Government scientists say a global environmental threat is not lessened by their discovery that the "hole" observed annually in Earth's protective ozone layer is smaller than it has appeared in two years.
The National Oceanic and Atmospheric Administration attributes the decrease measured above the South Pole to natural phenomena affecting the layer that shields Earth from harmful levels of solar radiation. Efforts to reduce the human factors causing ozone depletion must continue, according to the agency."(The new) readings do not mean that the threat of reduced ozone levels globally no longer exist, nor does it portend the end of the Antarctic ozone hole," the NOAA said in announcing its findings Monday.
"The readings indicate that large year-to-year changes in ozone can occur from natural variations in atmosphere processes," the agency explained.
Balloons launched by NOAA scientists at the pole this month documented the latest ozone levels. Similar observations were reported by the sophisticated equipment aboard the NIMBUS-7 satellite operated by the National Aeronautics and Space Administration.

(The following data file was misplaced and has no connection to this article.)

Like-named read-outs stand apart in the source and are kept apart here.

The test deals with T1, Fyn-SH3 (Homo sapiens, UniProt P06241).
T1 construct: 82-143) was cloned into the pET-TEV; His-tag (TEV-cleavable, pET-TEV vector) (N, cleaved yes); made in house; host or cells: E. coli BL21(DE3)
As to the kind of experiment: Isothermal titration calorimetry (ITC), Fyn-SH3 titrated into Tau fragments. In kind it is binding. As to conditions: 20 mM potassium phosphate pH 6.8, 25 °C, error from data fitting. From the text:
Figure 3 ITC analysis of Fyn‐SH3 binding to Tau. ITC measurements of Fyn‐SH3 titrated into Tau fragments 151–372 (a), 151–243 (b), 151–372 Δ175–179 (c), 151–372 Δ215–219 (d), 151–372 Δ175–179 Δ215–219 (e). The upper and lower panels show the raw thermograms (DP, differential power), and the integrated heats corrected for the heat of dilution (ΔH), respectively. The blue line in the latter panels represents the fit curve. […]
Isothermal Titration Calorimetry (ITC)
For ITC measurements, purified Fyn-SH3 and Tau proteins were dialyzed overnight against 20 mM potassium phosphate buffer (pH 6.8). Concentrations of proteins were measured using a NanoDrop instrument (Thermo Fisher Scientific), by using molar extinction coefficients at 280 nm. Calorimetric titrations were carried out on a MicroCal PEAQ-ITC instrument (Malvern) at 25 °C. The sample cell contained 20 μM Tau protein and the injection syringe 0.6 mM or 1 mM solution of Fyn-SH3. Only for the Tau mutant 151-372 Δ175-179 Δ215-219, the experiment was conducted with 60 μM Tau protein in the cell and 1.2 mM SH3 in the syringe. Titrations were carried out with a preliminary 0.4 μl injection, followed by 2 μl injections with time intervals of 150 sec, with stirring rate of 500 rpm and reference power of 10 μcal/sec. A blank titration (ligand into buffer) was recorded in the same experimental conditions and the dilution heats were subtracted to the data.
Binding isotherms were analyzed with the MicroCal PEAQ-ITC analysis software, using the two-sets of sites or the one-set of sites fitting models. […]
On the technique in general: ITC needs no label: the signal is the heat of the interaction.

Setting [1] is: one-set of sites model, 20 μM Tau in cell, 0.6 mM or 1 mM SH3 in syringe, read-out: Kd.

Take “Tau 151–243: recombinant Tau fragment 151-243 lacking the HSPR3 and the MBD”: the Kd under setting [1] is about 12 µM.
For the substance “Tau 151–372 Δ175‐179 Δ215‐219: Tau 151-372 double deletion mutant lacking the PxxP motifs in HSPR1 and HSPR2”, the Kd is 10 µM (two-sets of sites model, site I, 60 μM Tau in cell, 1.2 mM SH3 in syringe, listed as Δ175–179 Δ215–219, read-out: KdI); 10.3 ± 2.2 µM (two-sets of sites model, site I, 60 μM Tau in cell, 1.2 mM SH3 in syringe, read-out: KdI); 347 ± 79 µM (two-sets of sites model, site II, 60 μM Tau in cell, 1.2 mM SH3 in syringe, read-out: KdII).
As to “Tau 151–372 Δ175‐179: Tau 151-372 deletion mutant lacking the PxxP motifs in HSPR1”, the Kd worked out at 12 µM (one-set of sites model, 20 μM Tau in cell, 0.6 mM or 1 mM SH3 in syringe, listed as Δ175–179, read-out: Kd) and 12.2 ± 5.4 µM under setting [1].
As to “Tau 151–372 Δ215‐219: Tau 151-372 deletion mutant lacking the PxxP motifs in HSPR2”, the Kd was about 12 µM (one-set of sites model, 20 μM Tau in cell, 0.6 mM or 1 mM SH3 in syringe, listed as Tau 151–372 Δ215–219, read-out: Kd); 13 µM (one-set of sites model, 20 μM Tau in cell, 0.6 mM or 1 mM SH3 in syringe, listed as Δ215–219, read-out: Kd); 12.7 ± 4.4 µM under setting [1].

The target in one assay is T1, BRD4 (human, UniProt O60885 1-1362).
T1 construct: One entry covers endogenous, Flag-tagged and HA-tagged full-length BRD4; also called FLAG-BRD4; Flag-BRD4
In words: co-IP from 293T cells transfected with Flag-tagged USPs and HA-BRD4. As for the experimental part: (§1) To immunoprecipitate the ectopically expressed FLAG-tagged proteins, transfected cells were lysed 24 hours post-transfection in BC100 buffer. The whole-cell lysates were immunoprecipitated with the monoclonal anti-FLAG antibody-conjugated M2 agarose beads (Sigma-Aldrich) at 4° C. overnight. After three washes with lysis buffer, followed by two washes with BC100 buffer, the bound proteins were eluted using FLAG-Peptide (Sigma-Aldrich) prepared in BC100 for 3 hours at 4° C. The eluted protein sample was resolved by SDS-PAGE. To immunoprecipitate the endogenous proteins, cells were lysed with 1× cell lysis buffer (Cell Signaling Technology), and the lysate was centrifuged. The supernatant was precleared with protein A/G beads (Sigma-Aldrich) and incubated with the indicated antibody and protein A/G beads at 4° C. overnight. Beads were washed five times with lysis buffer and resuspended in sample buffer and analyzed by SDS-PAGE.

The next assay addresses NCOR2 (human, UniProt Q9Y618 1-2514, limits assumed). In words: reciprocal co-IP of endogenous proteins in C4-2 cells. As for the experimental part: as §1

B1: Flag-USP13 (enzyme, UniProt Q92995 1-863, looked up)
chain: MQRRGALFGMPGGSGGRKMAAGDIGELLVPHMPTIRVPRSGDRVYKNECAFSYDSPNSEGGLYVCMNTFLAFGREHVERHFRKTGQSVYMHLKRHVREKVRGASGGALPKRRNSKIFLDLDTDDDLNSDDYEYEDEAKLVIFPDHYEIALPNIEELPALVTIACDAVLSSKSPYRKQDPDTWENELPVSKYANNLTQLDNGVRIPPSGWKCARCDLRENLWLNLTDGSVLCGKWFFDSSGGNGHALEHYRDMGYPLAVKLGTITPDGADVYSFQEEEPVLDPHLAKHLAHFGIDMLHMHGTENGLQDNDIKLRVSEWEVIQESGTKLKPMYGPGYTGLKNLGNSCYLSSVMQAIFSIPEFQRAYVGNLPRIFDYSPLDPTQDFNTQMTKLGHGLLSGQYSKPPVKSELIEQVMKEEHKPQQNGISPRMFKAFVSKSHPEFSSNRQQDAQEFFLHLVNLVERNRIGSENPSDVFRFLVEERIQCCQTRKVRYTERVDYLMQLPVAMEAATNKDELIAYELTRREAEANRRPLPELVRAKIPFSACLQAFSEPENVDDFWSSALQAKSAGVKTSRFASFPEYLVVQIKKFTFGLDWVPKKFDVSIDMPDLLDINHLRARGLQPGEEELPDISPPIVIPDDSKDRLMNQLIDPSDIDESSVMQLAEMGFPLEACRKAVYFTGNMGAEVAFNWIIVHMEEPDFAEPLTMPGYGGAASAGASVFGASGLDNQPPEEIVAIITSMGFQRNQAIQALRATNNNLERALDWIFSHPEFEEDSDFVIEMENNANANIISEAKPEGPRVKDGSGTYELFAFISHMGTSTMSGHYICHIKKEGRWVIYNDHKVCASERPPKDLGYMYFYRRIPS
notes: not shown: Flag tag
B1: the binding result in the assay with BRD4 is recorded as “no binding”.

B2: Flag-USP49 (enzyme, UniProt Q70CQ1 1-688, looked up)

Walter Komhyr, a NOAA physicist in Boulder, Colo., said the smaller hole may have been caused by atmospheric winds that shifted more ozone from other parts of the planet and warmer temperatures that slowed the dissipation of ozone.
Discovery of the Antarctic hole in 1985 intensified concerns about the effect of industrial emissions on the ozone layer. Scientists now warn that continued depletion would have serious repercussions, including higher cancer rates.
Chlorine-containing chemicals - especially chlorofluorocarbons, or CFCs, used in refrigeration and insulation - break down ozone molecules.